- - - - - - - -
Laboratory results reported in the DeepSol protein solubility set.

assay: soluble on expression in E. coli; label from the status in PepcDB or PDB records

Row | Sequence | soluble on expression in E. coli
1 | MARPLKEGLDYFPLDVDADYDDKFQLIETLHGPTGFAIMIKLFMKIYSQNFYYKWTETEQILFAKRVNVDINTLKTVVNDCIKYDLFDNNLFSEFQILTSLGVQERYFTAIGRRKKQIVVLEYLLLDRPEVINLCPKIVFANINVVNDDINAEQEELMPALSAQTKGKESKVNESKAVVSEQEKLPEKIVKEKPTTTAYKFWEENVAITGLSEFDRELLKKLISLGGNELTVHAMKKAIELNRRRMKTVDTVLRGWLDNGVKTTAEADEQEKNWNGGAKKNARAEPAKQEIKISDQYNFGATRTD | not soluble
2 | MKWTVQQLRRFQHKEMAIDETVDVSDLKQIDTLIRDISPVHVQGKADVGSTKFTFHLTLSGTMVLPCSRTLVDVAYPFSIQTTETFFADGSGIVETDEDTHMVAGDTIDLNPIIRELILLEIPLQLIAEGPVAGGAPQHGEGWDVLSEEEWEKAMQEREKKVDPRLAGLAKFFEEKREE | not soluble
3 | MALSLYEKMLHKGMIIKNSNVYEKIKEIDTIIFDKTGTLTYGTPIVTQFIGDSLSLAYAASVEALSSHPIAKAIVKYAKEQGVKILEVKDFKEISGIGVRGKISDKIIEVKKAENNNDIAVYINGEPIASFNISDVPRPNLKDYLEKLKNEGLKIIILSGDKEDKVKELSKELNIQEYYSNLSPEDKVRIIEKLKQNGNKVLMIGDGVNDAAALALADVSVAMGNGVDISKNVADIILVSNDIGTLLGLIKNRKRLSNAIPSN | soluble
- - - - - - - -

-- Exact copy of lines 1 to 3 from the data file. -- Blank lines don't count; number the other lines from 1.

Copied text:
Laboratory results reported in the DeepSol protein solubility set.

assay: soluble on expression in E. coli; label from the status in PepcDB or PDB records

Row | Sequence | soluble on expression in E. coli